-2imitative passage based on the opening quarter-note motive leads to the dotted rhythm countersubject of the fugue over a final re-statement of the fugue subject in augmentation in the pedal. The recapitulation is prepared for by a repeated three note opening of the motto motive and is then established by the Chorale-like subject beginning at the final “Maestoso”. After the addition of a “Solo Reed”, the sequential three note opening of the Chorale subject is heard again a number of times before this third and final movement ends on Full Organ.

Sonata Eroica No. 2, Opus 151 (Dated: August 1917) Dedicated to “Charles Marie Widor and the great country to which he belongs”.

The first and third movements of this Sonata refer to two specific battlegrounds where the French troops faced some very fierce and costly battles during the First World War. Even though Stanford does not quote the French National Anthem in its entirety anywhere in the three movements, it does appear in various guises throughout.

The first movement (Allegro moderato) in G minor and in three-four time is subtitled “Rheims”.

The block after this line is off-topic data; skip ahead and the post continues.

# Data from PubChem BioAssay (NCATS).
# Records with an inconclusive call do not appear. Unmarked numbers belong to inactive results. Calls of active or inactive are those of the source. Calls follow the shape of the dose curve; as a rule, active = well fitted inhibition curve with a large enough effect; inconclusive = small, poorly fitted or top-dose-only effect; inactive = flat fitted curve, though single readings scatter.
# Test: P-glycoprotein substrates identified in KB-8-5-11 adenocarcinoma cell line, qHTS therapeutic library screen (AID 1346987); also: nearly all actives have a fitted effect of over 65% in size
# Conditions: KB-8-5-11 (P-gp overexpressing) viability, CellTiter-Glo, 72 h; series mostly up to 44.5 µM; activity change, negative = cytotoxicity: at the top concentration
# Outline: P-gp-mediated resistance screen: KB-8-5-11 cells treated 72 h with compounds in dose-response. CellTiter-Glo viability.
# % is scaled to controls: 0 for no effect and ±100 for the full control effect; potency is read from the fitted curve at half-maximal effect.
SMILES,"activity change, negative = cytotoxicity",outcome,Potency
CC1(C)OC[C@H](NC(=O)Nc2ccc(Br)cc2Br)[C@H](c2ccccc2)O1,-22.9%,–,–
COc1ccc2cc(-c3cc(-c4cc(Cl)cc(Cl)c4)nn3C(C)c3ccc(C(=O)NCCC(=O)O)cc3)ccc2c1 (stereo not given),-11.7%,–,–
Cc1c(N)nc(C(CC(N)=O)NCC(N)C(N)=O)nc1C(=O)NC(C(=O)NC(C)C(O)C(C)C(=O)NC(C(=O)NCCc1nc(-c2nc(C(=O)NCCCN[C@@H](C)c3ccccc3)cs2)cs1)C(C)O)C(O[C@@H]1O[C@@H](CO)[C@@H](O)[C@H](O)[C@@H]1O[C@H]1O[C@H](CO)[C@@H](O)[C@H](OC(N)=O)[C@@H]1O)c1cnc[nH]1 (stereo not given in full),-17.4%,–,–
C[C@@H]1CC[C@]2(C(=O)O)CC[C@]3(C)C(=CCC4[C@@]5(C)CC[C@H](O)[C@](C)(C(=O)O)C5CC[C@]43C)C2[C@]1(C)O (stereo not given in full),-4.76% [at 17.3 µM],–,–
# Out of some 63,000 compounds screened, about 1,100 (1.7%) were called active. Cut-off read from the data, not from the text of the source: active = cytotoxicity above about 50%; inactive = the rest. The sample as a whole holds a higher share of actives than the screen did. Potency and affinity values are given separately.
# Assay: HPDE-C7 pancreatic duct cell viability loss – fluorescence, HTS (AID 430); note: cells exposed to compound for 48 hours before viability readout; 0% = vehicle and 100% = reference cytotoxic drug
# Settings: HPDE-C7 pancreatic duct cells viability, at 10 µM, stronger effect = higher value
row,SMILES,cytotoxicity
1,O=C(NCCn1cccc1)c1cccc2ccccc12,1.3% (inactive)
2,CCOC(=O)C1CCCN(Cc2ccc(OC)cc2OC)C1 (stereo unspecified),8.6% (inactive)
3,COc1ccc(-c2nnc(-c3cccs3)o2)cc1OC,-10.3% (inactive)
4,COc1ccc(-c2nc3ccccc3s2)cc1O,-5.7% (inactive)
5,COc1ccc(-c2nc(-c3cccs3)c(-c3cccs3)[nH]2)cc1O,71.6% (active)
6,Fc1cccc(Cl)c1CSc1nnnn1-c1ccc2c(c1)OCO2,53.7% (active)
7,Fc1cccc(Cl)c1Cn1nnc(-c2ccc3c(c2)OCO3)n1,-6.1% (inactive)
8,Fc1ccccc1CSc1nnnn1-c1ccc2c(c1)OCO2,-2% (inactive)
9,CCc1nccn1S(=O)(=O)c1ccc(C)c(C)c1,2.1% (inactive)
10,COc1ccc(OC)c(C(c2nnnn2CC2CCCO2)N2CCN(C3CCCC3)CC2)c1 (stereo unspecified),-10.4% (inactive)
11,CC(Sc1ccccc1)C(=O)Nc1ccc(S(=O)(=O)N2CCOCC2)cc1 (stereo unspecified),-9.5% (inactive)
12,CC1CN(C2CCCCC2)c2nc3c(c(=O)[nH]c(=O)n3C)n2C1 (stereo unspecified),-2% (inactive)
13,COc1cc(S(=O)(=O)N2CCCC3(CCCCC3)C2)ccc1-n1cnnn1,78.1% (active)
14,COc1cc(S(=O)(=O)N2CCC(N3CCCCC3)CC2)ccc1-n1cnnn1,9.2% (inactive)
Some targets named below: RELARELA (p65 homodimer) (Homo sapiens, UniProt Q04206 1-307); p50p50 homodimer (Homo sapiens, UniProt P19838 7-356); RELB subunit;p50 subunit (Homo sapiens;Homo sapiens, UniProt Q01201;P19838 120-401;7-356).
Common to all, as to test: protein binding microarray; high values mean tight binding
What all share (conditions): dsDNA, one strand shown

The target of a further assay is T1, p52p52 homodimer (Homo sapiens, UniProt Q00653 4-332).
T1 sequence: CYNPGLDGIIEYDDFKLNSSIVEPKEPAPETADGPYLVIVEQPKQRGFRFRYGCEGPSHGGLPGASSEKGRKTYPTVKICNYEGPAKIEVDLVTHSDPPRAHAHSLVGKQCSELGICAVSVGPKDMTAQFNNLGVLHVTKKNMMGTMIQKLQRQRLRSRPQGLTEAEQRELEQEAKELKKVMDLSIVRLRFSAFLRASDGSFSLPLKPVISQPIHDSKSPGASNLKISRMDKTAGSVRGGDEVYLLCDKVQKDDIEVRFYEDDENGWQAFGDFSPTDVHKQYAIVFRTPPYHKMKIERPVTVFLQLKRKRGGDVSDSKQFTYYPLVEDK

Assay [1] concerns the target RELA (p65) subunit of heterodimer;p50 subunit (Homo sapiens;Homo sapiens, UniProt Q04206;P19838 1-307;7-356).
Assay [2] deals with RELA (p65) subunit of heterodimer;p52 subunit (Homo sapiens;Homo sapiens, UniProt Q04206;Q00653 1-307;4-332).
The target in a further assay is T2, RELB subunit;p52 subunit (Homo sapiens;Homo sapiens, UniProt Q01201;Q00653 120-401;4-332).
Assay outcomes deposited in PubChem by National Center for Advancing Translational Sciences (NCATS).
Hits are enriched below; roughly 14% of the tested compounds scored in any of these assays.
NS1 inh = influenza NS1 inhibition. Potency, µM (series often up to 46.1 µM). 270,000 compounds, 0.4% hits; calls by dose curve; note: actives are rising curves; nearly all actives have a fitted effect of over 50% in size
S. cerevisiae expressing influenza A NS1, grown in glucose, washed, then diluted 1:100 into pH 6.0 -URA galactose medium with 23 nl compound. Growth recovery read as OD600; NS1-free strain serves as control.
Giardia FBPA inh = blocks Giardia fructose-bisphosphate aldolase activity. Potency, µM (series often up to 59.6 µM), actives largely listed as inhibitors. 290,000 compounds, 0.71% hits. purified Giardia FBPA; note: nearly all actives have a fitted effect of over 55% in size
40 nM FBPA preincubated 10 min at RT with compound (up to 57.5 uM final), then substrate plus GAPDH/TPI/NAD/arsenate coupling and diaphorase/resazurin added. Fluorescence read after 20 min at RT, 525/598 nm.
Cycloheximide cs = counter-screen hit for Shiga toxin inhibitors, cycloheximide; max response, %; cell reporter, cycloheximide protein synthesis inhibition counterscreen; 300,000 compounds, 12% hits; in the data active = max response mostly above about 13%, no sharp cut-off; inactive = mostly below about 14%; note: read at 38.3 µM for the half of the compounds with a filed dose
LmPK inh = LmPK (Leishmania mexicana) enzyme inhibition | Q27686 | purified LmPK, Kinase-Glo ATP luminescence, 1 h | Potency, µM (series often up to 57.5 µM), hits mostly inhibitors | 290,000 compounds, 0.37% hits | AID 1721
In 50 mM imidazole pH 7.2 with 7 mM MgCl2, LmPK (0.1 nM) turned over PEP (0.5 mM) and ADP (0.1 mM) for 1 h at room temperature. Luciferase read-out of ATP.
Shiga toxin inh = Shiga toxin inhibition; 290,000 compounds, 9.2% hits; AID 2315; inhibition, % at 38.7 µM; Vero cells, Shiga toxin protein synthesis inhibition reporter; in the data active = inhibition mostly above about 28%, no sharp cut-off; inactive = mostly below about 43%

The main theme is similar to a tune composed by Jean Tisserand in the 15th century, the text of which denotes new life and Resurrection. Stanford may have chosen this tune to relate it to the importance of the great Cathedral at Rheims, which in addition to its religious function, was (historically) the site for the crowning of the Kings of France.

The first line presents the main theme in octaves concluding with a perfect cadence and this unison theme re-occurs regularly throughout the movement in various voices. After the first line, Stanford uses sixteenth note passage work (relating it to some of Widor’s Symphonies for Organ) and while it does not quote the Marseillaise directly, it uses its melodic rhythms frequently. The different themes alternate between extreme agitation (designating the hostility of war) and quiet reflection during periods of rest.